Julius Rosenwald Gives Additional $2,000,000; States Views on Philanthropy
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Julius Rosenwald Gives Additional $2,000,000; States Views on Philanthropy

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(Jewish Daily Bulletin)

Julius Rosenwald, who has given away so many millions, admitted today he forgets how much they total when he explained the philosophy which guides him in his philanthropies.

Mr. Rosenwald, in giving an additional $2,000,000 to the Julius Rosenwald Fund, has requested that the entire fund, exceeding $20,000,000 be expended within twenty-five years after his death. Mr. Rosenwald said the reason for this stipulation is his belief that future generations should provide for their own philanthropic needs.

“Times are changing so rapidly it is impossible for us to predict what the need of future generations is going to be,” he said in announcing the $2,000,000 addition to the Fund.

“For that reason I have asked the trustees of the Rosenwald Fund to give away the entire fund of more than $20,000,000 within twenty-five years after my death.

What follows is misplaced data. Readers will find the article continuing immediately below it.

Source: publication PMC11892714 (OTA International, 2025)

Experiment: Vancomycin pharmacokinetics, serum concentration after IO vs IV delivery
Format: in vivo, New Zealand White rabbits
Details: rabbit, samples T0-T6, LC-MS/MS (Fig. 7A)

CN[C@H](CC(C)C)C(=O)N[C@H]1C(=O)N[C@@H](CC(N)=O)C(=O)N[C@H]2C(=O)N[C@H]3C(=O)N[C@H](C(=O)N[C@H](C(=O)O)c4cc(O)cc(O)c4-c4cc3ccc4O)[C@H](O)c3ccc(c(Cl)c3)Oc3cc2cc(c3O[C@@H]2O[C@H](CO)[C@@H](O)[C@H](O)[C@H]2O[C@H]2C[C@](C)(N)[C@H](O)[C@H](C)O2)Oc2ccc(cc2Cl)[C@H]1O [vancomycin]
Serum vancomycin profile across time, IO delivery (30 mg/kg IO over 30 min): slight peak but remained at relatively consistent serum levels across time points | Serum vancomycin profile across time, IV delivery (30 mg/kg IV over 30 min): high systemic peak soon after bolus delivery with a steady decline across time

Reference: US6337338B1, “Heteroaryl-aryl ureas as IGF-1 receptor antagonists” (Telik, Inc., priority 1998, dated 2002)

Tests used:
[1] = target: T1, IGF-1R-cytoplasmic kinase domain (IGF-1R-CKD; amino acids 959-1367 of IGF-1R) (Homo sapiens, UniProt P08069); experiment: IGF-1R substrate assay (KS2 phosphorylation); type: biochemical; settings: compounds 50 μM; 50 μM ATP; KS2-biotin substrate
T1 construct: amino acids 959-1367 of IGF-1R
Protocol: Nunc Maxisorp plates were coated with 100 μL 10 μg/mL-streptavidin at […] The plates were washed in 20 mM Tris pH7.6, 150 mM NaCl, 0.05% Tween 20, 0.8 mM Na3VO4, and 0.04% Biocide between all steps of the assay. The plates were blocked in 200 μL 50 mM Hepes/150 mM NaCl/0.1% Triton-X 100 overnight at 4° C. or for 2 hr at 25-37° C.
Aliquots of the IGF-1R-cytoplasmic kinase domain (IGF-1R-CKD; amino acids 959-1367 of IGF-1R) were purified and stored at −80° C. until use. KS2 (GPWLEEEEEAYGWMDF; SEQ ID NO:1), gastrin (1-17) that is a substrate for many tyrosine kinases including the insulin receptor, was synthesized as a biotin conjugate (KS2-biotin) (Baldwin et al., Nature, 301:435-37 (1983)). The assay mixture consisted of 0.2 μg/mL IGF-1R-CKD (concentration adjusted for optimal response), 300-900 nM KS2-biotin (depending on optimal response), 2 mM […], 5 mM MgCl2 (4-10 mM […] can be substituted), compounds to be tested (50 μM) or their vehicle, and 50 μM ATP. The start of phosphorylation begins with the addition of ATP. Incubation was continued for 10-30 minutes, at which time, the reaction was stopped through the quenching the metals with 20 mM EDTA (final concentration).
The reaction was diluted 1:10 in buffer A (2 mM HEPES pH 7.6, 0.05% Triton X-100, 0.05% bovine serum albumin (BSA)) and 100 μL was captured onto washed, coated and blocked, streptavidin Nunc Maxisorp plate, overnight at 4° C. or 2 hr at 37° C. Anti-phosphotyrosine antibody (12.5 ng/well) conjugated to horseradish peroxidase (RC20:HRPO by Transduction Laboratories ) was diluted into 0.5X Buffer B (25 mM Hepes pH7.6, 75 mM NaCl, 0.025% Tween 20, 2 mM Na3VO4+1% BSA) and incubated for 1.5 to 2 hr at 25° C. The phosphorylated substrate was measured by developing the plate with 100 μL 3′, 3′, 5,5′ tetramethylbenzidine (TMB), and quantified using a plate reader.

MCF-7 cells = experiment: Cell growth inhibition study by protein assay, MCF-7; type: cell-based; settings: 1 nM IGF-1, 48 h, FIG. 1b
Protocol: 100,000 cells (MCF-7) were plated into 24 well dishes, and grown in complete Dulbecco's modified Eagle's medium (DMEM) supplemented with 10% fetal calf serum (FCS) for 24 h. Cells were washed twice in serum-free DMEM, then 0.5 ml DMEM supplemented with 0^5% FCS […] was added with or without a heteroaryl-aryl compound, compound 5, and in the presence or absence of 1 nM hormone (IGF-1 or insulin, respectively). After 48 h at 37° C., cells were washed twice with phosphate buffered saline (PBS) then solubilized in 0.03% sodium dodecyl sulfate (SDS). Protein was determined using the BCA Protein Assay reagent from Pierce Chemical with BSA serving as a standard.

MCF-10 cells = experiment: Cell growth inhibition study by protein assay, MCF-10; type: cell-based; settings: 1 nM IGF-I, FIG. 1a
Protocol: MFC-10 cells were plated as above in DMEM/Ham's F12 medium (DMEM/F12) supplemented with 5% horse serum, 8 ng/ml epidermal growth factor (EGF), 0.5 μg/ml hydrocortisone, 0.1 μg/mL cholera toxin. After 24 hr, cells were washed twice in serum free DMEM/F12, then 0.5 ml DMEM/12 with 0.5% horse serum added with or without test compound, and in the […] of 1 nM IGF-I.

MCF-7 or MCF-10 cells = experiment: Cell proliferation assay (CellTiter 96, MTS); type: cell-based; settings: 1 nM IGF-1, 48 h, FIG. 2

“I realize that such a stipulation is contrary to current practice, but I believe that the greatest good can come through the use of the entire sum, both principal and interest, by the present generation. In keeping with that ideal I have refrained from establishing endowments for universities and other institutions to which I have given gifts apart from the fund. For all we know perhaps some day our universities may be self-supporting or State endowed and therefore not dependent upon individual gifts. To my mind, forcasting what the needs of society will be 100 years hence is foolhardy”

Mr. Rosenwald’s new $2,000,000 gift to the Fund is in the form of 20,000 shares of Sears, Rocbuck and Co. stock, at a per value of $100 a share.

“The express purpose of the fund is ‘welfare of mankind,'” Mr. Rosenwald explained. “Some of the money is being used to aid the Southern States in building rural schools for the negro. A sum has also been set aside for making higher education available to the negroes.

“Otherwise, the officers are free to do what they wish with the money providing it is all spent within the stipulated time limit. And by that I do not mean it cannot be spent before I die. As a matter of fact, the trustees may see fit to give it away within the next five years.”

The trustees, besides Mr. Rosenwald, who is chairman of the board, are Edwin R. Embree, president of the Fund, Alfred K. Stern, Lessing J. Rosenwald, Mrs. David M. Levy of New York dangloter of Ja##ns Rosenwald, Harold H. Saift. Frank L. Sulzberger, Harry W. Chase, president of the University of North Carolina, and Edgar B. Stem, president of the New Orleans Cotton Exchange. and chairman of the New Orleans Community Chest.

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